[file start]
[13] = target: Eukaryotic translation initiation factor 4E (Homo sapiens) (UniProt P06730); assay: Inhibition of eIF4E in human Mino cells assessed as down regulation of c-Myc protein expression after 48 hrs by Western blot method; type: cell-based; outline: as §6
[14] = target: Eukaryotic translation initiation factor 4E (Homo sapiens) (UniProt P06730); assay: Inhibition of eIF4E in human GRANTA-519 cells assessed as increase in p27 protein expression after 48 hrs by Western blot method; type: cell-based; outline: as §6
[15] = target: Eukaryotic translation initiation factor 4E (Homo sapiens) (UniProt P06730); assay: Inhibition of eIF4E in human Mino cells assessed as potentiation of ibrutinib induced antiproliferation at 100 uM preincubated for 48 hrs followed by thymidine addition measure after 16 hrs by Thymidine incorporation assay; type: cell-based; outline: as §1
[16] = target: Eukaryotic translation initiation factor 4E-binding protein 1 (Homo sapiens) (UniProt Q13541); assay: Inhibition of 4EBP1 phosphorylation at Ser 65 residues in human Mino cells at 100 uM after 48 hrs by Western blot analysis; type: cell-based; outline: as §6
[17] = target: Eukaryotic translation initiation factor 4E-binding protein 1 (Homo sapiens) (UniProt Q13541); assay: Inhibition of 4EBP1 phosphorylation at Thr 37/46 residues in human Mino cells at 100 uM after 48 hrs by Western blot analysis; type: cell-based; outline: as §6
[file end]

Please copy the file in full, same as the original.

[13] = target: Eukaryotic translation initiation factor 4E (Homo sapiens) (UniProt P06730); assay: Inhibition of eIF4E in human Mino cells assessed as down regulation of c-Myc protein expression after 48 hrs by Western blot method; type: cell-based; outline: as §6
[14] = target: Eukaryotic translation initiation factor 4E (Homo sapiens) (UniProt P06730); assay: Inhibition of eIF4E in human GRANTA-519 cells assessed as increase in p27 protein expression after 48 hrs by Western blot method; type: cell-based; outline: as §6
[15] = target: Eukaryotic translation initiation factor 4E (Homo sapiens) (UniProt P06730); assay: Inhibition of eIF4E in human Mino cells assessed as potentiation of ibrutinib induced antiproliferation at 100 uM preincubated for 48 hrs followed by thymidine addition measure after 16 hrs by Thymidine incorporation assay; type: cell-based; outline: as §1
[16] = target: Eukaryotic translation initiation factor 4E-binding protein 1 (Homo sapiens) (UniProt Q13541); assay: Inhibition of 4EBP1 phosphorylation at Ser 65 residues in human Mino cells at 100 uM after 48 hrs by Western blot analysis; type: cell-based; outline: as §6
[17] = target: Eukaryotic translation initiation factor 4E-binding protein 1 (Homo sapiens) (UniProt Q13541); assay: Inhibition of 4EBP1 phosphorylation at Thr 37/46 residues in human Mino cells at 100 uM after 48 hrs by Western blot analysis; type: cell-based; outline: as §6